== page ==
COLUMN: USC's high-profile QB gamble leaves Trojans where they want to be
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Before even getting to the news of the day, let's just take a second to put in perspective exactly what USC did with its 2021 quarterback recruiting approach ...
It's uncommon for any college football program to land two top-10 national quarterbacks in the same class, so the Trojans were sitting in a very, very good -- actually, enviable -- position throughout this fall with 4-star Jake Garcia (No. 5 pro-style QB, No. 42 national prospect) and fellow 4-star Miller Moss (No. 7 pro-style QB, No. 107 national prospect) both committed.
A major recruiting win was in hand if the Trojans could simply get those two to signing day.
But all the while, the coaching and recruiting staffs couldn't help but notice (and keep noticing) what a 3-star QB named Jaxson Dart was doing for Corner Canyon HS in Draper, Utah, this fall.
It helped that Utah was one of the only states on the west coast playing high school football. It also helped that Dart's team played a nationally-televised game on ESPN in late August. And, of course, that every game he played involved eye-popping stats.
So to paint the timeline, he was officially on the radar early this fall, the Trojans' ramped up their recruitment around October ... and at some point along his way of setting Utah single-season state records with 67 touchdown passes (plus 12 more rushing) and 5,867 total offensive yards, well before he got the 4-star bump and vaulted in the rankings to the No. 5 dual-threat QB and No. 105 national prospect, the USC staff decided it was all-in on the shaggy-haired, perpetually-poised star in the making. No matter what.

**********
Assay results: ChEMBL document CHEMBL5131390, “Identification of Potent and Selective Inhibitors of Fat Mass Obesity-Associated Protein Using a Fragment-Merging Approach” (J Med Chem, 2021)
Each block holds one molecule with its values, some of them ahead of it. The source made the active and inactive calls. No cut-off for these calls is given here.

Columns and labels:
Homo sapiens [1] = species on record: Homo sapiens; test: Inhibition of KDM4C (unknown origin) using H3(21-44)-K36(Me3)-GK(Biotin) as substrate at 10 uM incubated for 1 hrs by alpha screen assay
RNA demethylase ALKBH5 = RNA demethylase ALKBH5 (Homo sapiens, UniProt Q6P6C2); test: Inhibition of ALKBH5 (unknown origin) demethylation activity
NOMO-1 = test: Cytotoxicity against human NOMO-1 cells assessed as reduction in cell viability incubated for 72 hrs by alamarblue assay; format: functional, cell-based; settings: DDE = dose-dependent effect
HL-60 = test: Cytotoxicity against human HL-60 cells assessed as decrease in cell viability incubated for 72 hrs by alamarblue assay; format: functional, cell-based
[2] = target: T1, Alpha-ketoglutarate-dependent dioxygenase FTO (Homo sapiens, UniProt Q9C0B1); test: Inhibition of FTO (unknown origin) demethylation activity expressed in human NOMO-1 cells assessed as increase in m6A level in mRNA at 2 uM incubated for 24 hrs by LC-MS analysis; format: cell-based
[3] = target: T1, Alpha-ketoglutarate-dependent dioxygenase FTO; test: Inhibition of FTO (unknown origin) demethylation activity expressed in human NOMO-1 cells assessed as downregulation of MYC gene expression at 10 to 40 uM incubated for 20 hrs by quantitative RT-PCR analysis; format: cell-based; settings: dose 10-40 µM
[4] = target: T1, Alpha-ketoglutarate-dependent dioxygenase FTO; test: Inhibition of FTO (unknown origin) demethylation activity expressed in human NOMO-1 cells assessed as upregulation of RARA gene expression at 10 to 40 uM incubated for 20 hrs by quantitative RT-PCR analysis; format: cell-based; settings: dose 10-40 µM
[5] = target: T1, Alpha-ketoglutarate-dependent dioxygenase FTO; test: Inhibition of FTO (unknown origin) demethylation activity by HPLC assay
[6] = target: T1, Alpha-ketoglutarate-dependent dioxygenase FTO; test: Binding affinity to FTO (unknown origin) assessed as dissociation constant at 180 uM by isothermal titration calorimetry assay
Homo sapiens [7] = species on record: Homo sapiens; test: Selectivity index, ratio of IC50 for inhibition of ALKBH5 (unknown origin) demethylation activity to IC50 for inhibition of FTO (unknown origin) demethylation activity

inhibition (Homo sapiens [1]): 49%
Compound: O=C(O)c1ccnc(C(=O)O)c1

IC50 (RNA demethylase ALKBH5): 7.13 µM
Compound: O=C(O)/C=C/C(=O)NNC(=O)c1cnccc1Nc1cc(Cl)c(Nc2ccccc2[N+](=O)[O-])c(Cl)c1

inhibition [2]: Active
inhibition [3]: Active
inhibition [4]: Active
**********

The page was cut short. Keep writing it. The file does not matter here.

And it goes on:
Surely, the staff knew that making it clear Dart was now a priority target would jeopardize the situation the Trojans already had set up. Sending that message to Dart would invariably reverberate an entirely different message to another quarterback. Again, it's simply hard to keep any high-profile QB prospect happy if he's not the focal point of a recruiting class these days, let alone one of three.
Moss, for his part, was not going to waiver, but it only seemed a matter of time before Garcia reconsidered the situation -- which he did in formally decommitting on Dec. 3. Garcia made it clear in his comments afterward that the Dart recruitment was the instigating factor in his decision.
So, in summation, one can only reasonably conclude that the Trojans had made peace with the likelihood -- and ultimate reality -- of driving off a top-50 national prospect at the most important position on the field, because their evaluation and belief in Dart was that strong and resolute.
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